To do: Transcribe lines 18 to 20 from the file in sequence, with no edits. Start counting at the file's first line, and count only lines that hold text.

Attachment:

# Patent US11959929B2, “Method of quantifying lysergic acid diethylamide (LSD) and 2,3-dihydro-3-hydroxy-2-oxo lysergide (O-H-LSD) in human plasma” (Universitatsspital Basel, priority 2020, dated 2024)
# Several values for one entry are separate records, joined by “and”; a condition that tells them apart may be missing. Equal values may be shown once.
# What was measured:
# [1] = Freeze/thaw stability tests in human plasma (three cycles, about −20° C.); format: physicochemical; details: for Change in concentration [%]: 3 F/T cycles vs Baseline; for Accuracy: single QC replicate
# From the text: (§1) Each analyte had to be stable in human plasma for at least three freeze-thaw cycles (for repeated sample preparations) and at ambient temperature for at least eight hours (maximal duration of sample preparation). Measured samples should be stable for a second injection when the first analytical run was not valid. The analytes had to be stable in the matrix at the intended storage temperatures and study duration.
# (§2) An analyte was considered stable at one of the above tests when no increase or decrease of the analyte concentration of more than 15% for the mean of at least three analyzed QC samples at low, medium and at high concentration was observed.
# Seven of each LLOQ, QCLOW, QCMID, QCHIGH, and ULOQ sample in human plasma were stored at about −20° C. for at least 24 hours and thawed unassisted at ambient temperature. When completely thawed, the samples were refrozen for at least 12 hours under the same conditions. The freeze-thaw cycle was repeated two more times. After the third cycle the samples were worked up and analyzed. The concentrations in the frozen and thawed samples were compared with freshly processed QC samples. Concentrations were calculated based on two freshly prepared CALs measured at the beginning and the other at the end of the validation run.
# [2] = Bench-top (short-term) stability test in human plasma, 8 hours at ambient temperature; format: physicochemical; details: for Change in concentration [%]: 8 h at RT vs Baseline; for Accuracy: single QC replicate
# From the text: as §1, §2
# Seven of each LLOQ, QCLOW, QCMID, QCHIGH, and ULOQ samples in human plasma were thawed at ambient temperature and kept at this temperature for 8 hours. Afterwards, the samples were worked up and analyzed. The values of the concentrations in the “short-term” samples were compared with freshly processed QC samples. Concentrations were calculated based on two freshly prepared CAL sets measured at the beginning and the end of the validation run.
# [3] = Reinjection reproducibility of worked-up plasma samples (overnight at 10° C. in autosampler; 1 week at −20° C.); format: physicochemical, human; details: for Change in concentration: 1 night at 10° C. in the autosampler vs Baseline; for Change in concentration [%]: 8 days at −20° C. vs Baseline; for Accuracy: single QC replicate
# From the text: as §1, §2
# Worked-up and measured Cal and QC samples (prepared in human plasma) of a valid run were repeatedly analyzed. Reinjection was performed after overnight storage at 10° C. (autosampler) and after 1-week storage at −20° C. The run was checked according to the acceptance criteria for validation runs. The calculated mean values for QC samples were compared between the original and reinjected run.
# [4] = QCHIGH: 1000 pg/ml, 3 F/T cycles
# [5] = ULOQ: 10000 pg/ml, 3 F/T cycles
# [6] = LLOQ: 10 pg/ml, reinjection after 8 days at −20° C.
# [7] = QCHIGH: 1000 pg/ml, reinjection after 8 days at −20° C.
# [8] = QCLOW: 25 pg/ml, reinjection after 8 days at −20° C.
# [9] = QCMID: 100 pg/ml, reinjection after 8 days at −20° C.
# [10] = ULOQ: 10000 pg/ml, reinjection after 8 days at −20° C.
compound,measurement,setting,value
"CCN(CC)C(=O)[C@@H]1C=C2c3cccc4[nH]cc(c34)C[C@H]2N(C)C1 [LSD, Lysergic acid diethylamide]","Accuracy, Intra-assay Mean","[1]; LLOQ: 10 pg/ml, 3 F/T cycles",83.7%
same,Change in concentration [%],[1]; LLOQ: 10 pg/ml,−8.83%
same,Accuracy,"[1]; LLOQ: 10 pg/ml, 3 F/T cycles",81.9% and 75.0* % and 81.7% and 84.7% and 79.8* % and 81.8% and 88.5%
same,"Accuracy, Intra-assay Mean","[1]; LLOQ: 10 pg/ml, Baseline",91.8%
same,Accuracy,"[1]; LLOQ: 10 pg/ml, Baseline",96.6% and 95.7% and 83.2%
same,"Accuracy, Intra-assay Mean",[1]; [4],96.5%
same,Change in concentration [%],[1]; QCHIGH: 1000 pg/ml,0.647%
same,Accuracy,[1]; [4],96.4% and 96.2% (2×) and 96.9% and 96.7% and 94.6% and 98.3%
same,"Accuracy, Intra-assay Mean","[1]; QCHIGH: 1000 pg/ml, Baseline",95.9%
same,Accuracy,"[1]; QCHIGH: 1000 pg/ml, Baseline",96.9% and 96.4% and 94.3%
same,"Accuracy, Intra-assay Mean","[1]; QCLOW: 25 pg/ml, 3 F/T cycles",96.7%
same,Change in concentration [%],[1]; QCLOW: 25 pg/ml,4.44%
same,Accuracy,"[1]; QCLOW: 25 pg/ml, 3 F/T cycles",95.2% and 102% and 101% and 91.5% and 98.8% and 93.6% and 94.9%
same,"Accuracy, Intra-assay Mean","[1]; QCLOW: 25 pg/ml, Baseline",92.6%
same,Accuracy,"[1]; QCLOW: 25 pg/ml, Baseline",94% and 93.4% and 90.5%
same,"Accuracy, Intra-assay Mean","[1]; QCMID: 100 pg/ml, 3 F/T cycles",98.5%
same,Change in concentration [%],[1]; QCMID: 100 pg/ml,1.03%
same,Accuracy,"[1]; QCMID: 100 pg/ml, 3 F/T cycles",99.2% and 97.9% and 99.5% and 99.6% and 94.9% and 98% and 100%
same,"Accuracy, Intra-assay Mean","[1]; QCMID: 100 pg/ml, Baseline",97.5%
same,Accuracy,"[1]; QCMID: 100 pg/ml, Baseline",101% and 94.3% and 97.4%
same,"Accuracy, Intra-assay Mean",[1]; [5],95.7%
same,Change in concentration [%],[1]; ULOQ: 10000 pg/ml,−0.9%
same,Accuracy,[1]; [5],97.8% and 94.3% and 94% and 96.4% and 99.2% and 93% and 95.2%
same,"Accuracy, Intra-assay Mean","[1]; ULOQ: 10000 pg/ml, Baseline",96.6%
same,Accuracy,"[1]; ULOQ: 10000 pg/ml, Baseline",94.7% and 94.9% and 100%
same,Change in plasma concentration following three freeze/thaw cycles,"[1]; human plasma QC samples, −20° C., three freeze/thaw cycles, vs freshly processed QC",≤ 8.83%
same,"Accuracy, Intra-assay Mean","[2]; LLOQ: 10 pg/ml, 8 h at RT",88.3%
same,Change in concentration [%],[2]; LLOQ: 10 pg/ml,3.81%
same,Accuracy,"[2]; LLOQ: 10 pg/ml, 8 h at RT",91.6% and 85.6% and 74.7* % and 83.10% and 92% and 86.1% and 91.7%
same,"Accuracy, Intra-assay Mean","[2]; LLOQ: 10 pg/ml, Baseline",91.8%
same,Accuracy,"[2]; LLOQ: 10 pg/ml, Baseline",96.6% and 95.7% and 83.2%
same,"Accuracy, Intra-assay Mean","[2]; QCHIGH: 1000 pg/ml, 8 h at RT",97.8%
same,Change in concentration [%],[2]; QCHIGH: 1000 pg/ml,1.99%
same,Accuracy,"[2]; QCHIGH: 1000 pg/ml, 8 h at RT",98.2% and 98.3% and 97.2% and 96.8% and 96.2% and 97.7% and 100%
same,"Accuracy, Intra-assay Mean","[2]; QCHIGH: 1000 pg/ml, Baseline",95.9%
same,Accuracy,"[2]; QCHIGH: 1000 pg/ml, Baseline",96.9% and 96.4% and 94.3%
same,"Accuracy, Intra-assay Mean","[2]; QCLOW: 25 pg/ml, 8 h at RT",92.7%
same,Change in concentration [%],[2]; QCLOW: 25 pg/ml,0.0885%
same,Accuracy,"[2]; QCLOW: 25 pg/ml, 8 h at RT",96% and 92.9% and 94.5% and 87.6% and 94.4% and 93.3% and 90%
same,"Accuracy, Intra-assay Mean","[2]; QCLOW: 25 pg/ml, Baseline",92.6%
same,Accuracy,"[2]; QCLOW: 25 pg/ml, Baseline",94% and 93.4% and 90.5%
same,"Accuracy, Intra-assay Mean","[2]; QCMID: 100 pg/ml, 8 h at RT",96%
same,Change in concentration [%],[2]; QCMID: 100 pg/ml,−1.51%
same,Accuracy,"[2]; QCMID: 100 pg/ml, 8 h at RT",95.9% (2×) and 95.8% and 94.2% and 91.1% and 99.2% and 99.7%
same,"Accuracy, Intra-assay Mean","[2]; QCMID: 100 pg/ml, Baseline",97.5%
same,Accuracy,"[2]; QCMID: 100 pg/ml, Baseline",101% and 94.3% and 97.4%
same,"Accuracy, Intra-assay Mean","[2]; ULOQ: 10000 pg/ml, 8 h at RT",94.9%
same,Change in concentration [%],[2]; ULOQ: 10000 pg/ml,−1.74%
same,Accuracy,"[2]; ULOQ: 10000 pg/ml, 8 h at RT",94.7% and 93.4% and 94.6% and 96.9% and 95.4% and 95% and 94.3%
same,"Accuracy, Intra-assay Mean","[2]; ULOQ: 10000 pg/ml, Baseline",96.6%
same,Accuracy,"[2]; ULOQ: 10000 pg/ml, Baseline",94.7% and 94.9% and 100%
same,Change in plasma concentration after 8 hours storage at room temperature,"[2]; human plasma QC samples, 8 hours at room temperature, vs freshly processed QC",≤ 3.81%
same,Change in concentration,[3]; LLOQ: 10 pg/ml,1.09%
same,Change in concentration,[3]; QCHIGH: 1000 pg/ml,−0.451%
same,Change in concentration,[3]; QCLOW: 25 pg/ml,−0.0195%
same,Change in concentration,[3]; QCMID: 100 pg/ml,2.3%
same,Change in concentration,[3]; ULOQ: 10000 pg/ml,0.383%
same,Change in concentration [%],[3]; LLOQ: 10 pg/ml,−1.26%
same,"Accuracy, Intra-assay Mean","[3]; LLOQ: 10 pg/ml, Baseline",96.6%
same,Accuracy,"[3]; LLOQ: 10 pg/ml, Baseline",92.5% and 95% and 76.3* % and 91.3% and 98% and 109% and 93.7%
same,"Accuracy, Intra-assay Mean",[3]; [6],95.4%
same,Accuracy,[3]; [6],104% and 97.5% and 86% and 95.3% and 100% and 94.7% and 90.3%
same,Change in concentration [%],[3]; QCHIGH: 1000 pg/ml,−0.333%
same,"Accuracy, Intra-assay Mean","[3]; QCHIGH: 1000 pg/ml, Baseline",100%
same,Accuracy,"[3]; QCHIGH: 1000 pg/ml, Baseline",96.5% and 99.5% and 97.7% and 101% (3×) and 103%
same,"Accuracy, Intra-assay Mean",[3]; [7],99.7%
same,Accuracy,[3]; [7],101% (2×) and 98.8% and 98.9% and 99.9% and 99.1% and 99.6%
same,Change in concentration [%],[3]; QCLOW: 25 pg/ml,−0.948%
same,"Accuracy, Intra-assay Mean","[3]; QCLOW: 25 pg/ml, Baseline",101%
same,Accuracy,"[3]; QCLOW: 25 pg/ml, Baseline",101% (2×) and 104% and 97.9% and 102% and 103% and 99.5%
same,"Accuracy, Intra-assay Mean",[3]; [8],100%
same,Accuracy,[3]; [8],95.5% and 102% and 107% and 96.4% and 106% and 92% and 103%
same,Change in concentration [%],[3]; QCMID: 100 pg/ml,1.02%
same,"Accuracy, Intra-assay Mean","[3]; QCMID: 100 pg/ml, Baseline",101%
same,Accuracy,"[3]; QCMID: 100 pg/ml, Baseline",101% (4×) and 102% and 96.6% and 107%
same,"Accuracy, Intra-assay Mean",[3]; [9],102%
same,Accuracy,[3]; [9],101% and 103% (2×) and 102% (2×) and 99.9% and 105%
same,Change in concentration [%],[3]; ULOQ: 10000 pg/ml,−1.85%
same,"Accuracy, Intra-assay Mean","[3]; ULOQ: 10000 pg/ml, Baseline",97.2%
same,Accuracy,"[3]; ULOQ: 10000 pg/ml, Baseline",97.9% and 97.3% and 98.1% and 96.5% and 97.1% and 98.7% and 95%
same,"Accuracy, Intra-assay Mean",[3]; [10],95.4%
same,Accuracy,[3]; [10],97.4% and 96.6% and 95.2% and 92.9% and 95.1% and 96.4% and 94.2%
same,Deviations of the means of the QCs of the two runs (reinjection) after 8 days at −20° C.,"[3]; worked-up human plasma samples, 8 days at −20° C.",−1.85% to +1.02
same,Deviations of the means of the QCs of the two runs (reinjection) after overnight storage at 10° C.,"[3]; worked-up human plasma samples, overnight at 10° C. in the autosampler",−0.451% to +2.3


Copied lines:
# [8] = QCLOW: 25 pg/ml, reinjection after 8 days at −20° C.
# [9] = QCMID: 100 pg/ml, reinjection after 8 days at −20° C.
# [10] = ULOQ: 10000 pg/ml, reinjection after 8 days at −20° C.